Katrina Harrison hoped to fly with her family to Antalya in Turkey, according to PA Media.
A technical glitch in the UK's air traffic control system left them stranded overnight at an airport.
She said they were left "absolutely freezing" and with poor provisions.
A family traveling with one-year-old twins said they were only given a KitKat, chips, and a bottle of water while spending the night at a "freezing" airport after their flight was canceled.
Katrina Harrison had been hoping to fly with her family to Antalya in Turkey over the weekend but was instead stranded at Leeds Bradford Airport in the UK after a technical glitch disrupted Britain's air traffic control system.
"All the shops sold out of food and drink last night," she told PA Media, in a story further reported by The Telegraph.
"We weren't given a blanket, we've been absolutely freezing."
"We were given a bottle of water, a KitKat and a packet of crisps but no proper food. Apparently some people have got vouchers but we haven't been given any."
UK airlines are obliged to feed and accommodate people in cases of serious delays, but in practice the help can be hard to come by.
Harrison said there were no hotels available, and that she was unable to get her vehicle car out of the car park, according to the report.
"We haven't slept, we tried to sleep on the floor but couldn't," she added. "Luckily the children could sleep in the pram."
She said the holiday had cost the family more than $15,000, yet they had been "treated like muck."
"We're hoping to get on a flight tonight but if it doesn't happen tonight we'll have to go home. We can't keep sitting here with the babies," she said, according to PA Media.
Hundreds of flights to and from the UK faced delays Monday after the country's air traffic control operator suffered a technical glitch.
Britain's National Air Traffic Service (NATS) told Insider it had "applied traffic flow restrictions to maintain safety" after a "technical issue" affected its flight-planning system.
The issue broke the system's ability to automatically process flight plans, meaning that they had to be processed manually "which cannot be done at the same volume, hence the requirement for traffic flow restrictions," it said.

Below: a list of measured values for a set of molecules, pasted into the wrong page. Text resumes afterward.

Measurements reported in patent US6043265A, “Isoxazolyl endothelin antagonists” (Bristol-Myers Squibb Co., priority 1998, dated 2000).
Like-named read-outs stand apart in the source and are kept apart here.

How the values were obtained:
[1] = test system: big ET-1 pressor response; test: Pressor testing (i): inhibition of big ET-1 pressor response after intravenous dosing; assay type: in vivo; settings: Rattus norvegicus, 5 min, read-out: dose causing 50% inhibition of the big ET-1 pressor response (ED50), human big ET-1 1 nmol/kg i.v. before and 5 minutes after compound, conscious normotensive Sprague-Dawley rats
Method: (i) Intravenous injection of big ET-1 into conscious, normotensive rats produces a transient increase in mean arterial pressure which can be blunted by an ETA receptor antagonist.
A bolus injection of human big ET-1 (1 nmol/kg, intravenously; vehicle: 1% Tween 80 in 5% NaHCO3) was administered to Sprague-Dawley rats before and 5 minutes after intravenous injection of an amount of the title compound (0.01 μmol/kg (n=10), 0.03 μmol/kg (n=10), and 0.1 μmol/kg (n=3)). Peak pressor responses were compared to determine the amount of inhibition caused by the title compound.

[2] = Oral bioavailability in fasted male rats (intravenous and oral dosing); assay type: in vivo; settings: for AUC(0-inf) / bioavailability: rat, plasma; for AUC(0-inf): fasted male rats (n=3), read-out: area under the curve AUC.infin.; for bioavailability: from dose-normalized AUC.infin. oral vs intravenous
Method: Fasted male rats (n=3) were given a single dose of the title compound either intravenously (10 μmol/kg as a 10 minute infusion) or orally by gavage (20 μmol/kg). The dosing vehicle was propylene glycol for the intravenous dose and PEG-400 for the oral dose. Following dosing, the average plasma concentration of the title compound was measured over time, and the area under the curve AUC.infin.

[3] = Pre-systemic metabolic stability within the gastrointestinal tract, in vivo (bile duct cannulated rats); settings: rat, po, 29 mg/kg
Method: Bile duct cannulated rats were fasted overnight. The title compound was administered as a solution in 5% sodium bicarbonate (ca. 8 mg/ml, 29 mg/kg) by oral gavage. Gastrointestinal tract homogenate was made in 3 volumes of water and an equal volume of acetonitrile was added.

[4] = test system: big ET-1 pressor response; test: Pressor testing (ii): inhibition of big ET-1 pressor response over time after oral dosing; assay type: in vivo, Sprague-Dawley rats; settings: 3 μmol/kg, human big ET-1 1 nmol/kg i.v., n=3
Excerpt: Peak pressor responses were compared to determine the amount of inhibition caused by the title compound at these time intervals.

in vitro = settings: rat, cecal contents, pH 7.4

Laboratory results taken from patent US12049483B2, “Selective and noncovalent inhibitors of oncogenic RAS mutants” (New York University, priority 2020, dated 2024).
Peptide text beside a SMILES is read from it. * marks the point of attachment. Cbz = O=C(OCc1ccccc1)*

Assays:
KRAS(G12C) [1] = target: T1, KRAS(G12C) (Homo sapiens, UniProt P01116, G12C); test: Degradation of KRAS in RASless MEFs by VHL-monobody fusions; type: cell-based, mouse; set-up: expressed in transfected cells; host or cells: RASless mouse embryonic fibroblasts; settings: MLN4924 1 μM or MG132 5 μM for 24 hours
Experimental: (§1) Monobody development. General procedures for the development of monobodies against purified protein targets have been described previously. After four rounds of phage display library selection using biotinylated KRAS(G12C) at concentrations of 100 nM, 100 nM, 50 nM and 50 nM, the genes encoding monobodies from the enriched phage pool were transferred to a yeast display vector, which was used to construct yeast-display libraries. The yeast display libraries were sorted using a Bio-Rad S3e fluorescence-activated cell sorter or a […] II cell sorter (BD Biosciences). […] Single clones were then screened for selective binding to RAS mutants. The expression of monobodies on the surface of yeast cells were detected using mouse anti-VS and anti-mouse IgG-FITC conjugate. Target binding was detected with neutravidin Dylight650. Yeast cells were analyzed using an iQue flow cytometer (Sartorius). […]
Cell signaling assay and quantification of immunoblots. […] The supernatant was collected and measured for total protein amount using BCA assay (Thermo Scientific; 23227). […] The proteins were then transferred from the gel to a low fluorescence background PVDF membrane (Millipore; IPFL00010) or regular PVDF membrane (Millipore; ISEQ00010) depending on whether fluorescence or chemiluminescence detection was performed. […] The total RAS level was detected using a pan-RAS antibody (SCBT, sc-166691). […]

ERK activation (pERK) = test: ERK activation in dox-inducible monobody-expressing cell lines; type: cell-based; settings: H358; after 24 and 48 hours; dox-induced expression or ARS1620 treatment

The result was canceled and delayed flights, chaos at airports, and uncertainty for many who had taken trips abroad over the UK's long weekend.
Hundreds of people turned to TikTok to document their arduous journeys home, including Krys Moson. He was expecting to be on a 2-hour flight from Rimini in Italy back to London on Monday, but was told his flight had been canceled before he even got to the airport.
Moson was told by his airline, Ryanair, that he could either wait until Friday for another flight, or take a series of coaches back to the UK, totaling 36 hours. As he had to be home to get back to work, he chose the latter.
"I'm still a bit skeptical when this all the air traffic stuff's going to clear up," he told Insider. "So I figured if I was doing it by land, at least that's not going to affect my journey."
Another passenger, Emily Kataraina told Insider on Tuesday that she was stuck in Nice, France, after a long weekend trip. She said she was at a hotel near the airport thanks to a canceled flight. Many others hadn't been so lucky, she said, with one woman she met saying she had been stuck on a stationary airplane for four hours.
Kataraina and her family made it to the gate, she said, but was told the flight to London was delayed by 8 hours. Then it was canceled altogether.
"It was all just a bit of a disorganized mess," she said.
Another traveler, who just goes by his first name Jake on social media, told Insider his flight back to London from Tenerife, Spain, where he had visited for his brother's bachelor party, was delayed from 11:30 a.m. to 10 p.m. while already on the plane.
A short while later, they were told it had been moved up to 7:30 p.m., but nobody was allowed off the plane.
But at 3 p.m., they were then told the plane needed a new captain as the current one had already worked 10 hours and was entitled to a nine-hour break.
Jake said he and the fellow passengers were on the stationary plane for five hours in total. He posted a TikTok, showing that the flight attendants had opened the doors "as it was hot."
"I just didn't say anything and sat in the sun as it was something nice to do," he said.
Jake said the flight attendants were "amazing" on the delayed flight, and the subsequent flight he was rebooked on, but communication from the airline, Ryanair, was "poor."
"On the flight back this morning Ryanair hadn't organized any food onto the plane," he said. "There was barely water."
NATS said in an update Monday afternoon that it had "identified and remedied" the problem and was working closely with airlines and airports to manage the affected flights. It apologized for the disruption and said that passengers should check the status of their flight with their airline, it added.
It is still unclear what caused the technical glitch, however, the UK government has ruled out a cyber attack.
Transport Secretary Mark Harper said it will take "some days to get completely everybody to where they should be" after thousands of people were left stranded by the technical glitch.
"The last time there was something this significant was about a decade ago," Mr Harper told BBC Radio 4's Today programme on Tuesday morning.
Leeds Bradford Airport did not immediately respond to Insider's request for comment.
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